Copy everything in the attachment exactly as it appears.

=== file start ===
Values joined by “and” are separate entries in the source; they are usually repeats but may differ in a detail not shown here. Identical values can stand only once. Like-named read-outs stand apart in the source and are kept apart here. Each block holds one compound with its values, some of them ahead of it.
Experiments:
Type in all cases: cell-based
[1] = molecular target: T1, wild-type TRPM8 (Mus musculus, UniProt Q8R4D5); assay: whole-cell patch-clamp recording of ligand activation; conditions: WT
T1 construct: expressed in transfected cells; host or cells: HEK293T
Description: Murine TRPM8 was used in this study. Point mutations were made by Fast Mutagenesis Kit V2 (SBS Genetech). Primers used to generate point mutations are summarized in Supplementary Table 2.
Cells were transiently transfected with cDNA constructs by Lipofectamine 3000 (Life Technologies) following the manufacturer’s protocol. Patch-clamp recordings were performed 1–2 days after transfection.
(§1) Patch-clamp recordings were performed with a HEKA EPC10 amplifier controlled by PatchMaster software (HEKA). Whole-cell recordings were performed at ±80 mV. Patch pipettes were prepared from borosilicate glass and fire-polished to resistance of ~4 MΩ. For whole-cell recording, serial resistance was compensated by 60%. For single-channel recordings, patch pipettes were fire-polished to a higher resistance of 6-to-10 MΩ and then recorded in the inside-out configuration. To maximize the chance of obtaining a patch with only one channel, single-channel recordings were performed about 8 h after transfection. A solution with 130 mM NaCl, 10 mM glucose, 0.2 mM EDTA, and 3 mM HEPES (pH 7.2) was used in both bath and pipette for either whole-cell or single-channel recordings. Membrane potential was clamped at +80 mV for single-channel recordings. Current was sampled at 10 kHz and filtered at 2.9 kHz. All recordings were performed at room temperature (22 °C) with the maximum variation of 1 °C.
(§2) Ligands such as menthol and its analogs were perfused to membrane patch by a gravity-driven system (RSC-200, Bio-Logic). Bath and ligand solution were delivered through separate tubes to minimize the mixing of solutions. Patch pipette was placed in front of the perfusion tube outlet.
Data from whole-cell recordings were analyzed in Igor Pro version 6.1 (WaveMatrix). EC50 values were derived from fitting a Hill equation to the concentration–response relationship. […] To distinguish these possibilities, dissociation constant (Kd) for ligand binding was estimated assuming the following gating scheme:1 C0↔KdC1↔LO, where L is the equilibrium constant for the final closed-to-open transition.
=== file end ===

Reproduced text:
Values joined by “and” are separate entries in the source; they are usually repeats but may differ in a detail not shown here. Identical values can stand only once. Like-named read-outs stand apart in the source and are kept apart here. Each block holds one compound with its values, some of them ahead of it.
Experiments:
Type in all cases: cell-based
[1] = molecular target: T1, wild-type TRPM8 (Mus musculus, UniProt Q8R4D5); assay: whole-cell patch-clamp recording of ligand activation; conditions: WT
T1 construct: expressed in transfected cells; host or cells: HEK293T
Description: Murine TRPM8 was used in this study. Point mutations were made by Fast Mutagenesis Kit V2 (SBS Genetech). Primers used to generate point mutations are summarized in Supplementary Table 2.
Cells were transiently transfected with cDNA constructs by Lipofectamine 3000 (Life Technologies) following the manufacturer’s protocol. Patch-clamp recordings were performed 1–2 days after transfection.
(§1) Patch-clamp recordings were performed with a HEKA EPC10 amplifier controlled by PatchMaster software (HEKA). Whole-cell recordings were performed at ±80 mV. Patch pipettes were prepared from borosilicate glass and fire-polished to resistance of ~4 MΩ. For whole-cell recording, serial resistance was compensated by 60%. For single-channel recordings, patch pipettes were fire-polished to a higher resistance of 6-to-10 MΩ and then recorded in the inside-out configuration. To maximize the chance of obtaining a patch with only one channel, single-channel recordings were performed about 8 h after transfection. A solution with 130 mM NaCl, 10 mM glucose, 0.2 mM EDTA, and 3 mM HEPES (pH 7.2) was used in both bath and pipette for either whole-cell or single-channel recordings. Membrane potential was clamped at +80 mV for single-channel recordings. Current was sampled at 10 kHz and filtered at 2.9 kHz. All recordings were performed at room temperature (22 °C) with the maximum variation of 1 °C.
(§2) Ligands such as menthol and its analogs were perfused to membrane patch by a gravity-driven system (RSC-200, Bio-Logic). Bath and ligand solution were delivered through separate tubes to minimize the mixing of solutions. Patch pipette was placed in front of the perfusion tube outlet.
Data from whole-cell recordings were analyzed in Igor Pro version 6.1 (WaveMatrix). EC50 values were derived from fitting a Hill equation to the concentration–response relationship. […] To distinguish these possibilities, dissociation constant (Kd) for ligand binding was estimated assuming the following gating scheme:1 C0↔KdC1↔LO, where L is the equilibrium constant for the final closed-to-open transition.